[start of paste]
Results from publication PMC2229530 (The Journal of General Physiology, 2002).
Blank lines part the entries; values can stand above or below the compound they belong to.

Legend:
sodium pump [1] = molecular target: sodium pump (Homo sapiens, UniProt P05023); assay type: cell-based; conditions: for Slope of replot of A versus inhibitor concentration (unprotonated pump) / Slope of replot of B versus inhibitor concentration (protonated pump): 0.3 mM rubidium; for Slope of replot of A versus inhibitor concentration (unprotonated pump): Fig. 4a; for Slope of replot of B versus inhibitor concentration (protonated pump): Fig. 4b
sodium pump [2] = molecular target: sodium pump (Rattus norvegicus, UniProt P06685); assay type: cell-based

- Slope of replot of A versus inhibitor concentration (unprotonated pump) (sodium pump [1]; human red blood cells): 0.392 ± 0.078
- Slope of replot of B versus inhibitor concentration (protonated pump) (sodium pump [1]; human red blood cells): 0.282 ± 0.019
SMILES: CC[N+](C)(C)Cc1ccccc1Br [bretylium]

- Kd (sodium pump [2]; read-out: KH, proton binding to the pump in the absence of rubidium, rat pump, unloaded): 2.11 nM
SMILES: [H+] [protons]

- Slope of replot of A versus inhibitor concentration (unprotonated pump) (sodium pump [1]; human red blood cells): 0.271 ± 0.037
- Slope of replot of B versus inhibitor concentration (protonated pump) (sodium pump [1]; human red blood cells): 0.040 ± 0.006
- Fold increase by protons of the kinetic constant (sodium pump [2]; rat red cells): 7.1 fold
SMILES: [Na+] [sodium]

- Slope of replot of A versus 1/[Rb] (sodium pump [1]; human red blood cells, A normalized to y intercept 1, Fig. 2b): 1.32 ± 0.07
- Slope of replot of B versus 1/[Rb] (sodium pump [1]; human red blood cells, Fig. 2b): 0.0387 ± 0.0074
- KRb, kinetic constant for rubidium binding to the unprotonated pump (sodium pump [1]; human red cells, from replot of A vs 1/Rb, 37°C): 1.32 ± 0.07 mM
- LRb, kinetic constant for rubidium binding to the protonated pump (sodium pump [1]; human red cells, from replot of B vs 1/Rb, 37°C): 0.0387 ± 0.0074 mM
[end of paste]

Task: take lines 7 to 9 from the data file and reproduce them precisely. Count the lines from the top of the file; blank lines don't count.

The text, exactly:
- Slope of replot of B versus inhibitor concentration (protonated pump) (sodium pump [1]; human red blood cells): 0.282 ± 0.019
SMILES: CC[N+](C)(C)Cc1ccccc1Br [bretylium]

- Kd (sodium pump [2]; read-out: KH, proton binding to the pump in the absence of rubidium, rat pump, unloaded): 2.11 nM